* Exxon to pay C$24.50 for each share of Celtic
* Deal gives Exxon vast tracts of shale assets in Canada
* Offer is a 35 pct premium to Celtic's close on Tuesday
* Celtic shares up 45 pct, Exxon's at highest since 2008
By Scott Haggett
CALGARY, Alberta, Oct 17 Exxon Mobil Corp
agreed to buy Celtic Exploration Ltd for C$2.6
billion ($2.64 billion), in a deal to raise its presence in some
of Western Canada's most promising shale oil and gas regions.
The transaction, announced Wednesday, will give Exxon vast
tracts in the liquids-rich Montney shale gas region in
northeastern British Columbia. It will join other world-scale
energy companies looking to tap Montney's massive reserves to
feed planned liquefied natural gas plants planned for province's
It will also gain a stake in Alberta's promising Duvernay
shale play, an early stage development where peers such as
Chevron Corp and ConocoPhillips have already
taken big stakes.
Exxon and other global oil majors are buying oil and gas
assets in North America as they struggle to boost output in a
sector where vast energy resources are tightly controlled by
countries like Brazil and Russia.
Exxon Mobil started a big push into in unconventional
resources like shale with its 2010 purchase of XTO Energy. Since
then, Exxon has steadily added shale gas and shale oil reserves
in North America as it works to boost production.
"This acquisition will add significant liquids-rich
resources to our existing North American unconventional
portfolio," Andrew Barry, president of ExxonMobil Canada, said
in a statement.
In September, Exxon agreed to buy Denbury Resources Inc's
crude oil properties in the Bakken shale for $1.6
Since it was formed in 2002, Celtic, led by Chief Executive
David Wilson, has focused on finding liquids-rich gas reserves
that fetch a premium compared with dry natural gas and on
acquiring lands in the most promising of Canada's shale regions.
The Montney region of British Columbia has 450 trillion
cubic feet of gas in place, according the province's government,
though only a fraction of that could be recovered using the
hydraulic fracturing techniques that transformed oil and gas
production elsewhere in North America.
The Duvernay shales, a 50,000 square-kilometer (19,300
square-mile) region stretching down the Rocky Mountain foothills
of central Alberta, is estimated by some analysts to contain
more than 750 tcf of liquids-rich gas, enough to support the
ambitions of the world's largest oil companies.
"It fits the bill for a company like Exxon," said Matthew
Taylor, an analyst with National Bank Financial.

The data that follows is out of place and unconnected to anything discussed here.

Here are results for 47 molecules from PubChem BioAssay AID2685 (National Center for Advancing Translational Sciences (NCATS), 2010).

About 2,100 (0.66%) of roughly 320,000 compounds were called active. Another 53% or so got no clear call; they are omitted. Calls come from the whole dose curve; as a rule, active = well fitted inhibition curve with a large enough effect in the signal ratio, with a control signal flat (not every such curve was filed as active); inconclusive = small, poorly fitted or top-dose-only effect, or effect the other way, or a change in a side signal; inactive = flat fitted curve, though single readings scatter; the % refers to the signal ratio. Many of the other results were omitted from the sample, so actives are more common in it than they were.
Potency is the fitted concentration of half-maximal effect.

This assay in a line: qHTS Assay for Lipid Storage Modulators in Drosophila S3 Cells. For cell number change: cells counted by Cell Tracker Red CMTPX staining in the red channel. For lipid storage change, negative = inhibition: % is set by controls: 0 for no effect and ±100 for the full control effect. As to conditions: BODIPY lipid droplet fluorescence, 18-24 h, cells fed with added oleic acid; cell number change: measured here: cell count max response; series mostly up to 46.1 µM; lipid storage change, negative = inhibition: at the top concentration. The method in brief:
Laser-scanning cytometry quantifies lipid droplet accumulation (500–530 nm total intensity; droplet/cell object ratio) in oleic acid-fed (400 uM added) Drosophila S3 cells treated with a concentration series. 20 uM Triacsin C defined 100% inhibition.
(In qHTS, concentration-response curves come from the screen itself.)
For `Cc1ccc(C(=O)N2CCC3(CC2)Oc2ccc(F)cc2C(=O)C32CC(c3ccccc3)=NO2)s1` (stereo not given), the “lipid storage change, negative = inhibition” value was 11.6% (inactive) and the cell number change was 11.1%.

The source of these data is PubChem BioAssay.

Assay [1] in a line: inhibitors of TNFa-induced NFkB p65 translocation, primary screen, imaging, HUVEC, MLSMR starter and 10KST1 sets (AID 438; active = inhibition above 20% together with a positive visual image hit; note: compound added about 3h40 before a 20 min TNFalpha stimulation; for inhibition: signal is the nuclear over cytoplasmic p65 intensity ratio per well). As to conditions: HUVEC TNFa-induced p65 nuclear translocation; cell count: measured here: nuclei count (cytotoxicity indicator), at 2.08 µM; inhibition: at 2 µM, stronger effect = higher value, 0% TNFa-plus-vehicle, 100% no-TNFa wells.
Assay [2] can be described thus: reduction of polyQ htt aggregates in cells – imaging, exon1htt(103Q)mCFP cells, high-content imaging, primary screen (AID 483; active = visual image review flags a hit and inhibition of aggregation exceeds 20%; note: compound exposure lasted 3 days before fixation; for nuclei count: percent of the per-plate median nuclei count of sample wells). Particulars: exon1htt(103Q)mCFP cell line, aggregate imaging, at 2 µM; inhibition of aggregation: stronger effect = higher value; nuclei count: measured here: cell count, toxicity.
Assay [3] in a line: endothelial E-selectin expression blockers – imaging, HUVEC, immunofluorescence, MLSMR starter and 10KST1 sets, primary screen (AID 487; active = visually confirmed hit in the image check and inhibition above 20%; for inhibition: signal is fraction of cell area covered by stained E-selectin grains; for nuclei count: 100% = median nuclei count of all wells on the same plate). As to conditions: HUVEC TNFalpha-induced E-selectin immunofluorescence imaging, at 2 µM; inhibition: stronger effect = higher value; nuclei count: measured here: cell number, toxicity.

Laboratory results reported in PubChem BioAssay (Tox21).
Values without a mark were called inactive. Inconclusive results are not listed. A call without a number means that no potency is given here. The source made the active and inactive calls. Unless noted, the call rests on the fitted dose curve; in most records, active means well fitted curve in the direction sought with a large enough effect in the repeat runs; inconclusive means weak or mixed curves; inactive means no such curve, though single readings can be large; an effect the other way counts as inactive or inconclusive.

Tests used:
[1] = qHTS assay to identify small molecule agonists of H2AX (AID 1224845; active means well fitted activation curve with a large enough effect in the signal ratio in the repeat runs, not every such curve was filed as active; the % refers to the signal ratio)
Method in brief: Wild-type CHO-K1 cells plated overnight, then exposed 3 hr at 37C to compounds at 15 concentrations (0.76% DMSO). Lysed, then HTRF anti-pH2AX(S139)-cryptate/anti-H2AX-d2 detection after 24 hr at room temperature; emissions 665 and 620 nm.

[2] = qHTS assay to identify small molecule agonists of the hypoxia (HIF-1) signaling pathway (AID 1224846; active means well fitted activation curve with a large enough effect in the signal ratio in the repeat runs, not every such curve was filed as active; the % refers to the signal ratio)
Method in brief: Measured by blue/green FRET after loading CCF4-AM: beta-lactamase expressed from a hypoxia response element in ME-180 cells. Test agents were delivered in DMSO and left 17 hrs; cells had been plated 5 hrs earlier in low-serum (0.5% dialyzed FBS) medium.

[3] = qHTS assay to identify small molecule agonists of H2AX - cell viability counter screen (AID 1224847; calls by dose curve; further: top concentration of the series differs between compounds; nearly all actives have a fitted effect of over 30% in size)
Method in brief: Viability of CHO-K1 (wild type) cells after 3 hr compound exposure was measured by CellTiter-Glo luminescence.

Celtic's "management team is known for its exploration
expertise and they took it to the level where a major (oil
company) can now step in and basically go into gas manufacturing
mode," he said.
Exxon said its Canadian subsidiary, ExxonMobil Canada, will
pay C$24.50 for each share of Celtic, a 35 percent premium to
Celtic's closing price on the Toronto Stock Exchange on Tuesday
but below its 52-week high of C$27.08.
And for each common share tendered, Celtic shareholders will
also receive half a share in a new spin-off company led by
Celtic's current management team. The value of the new firm has
yet to be determined..
"As the dust settles around this transaction and (Celtic)
gets out there and talks a bit more about it, we'll see where it
trades," Taylor said. "You would expect a spinco with this
caliber of management to garner a premium."
The new company will house a gas property at Grand Cache,
Alberta; a liquids-rich natural gas property at Inga, British
Columbia; and an oil prospect at Karr, Alberta.
Exxon's bid is the latest in a wave of takeovers in the
energy rich provinces of Alberta and British Columbia, where the
bulk of Celtic's assets are located.
The Canadian government is currently reviewing a C$15.1
billion bid by Chinese state-owned oil major CNOOC Ltd
for Nexen Inc <NXY.TO, as well as a C$5.2 billion bid by
Malaysian state oil company Petronas for Progress
Energy Resources Corp as it also looks for a foothold
in the Montney region.
Exxon said that Imperial Oil Ltd, its 70 percent
owned Canadian affiliate, is not participating in the
acquisition but has the option to take a half interest in the
Imperial said earlier this year it was examining the
potential of developing an LNG plant that could ship gas from
northeastern British Columbia to Asian markets.
Celtic shares were up C$8.16, or 45 percent, to C$26.28 by
late afternoon on the Toronto Stock Exchange while Exxon shares
climbed 87 cents, or 0.9 percent, to $93.25 in New York after
earlier touching $93.54, their highest since May 2008.
Shares of other Canadian companies with Western Canadian
shale gas holdings also rose. Paramount Resources Ltd
was up C$2.34, or 7.4 percent, to C$33.93 in Toronto, while
Painted Pony Petroleum Ltd gained 68 Canadian cents, or
6.1 percent, to C$11.40 on the TSX Venture Exchange.
With the acquisition, Exxon will add 545,000 acres of
exploration lands in the Montney region and 104,000 acres of
Duvernay properties that Celtic estimates contain 128 million
barrels of oil equivalent of proved and probable reserves,
three-quarters of which are natural gas.
Celtic produces 72 million cubic feet of gas per day and
4,000 barrels per day of oil and natural gas liquids.
Including payments for Celtic's convertible debentures, and
Celtic's bank debt and working capital obligations, the deal is
valued at C$3.1 billion, Celtic said in a statement.
The deal has been unanimously approved by Celtic's board of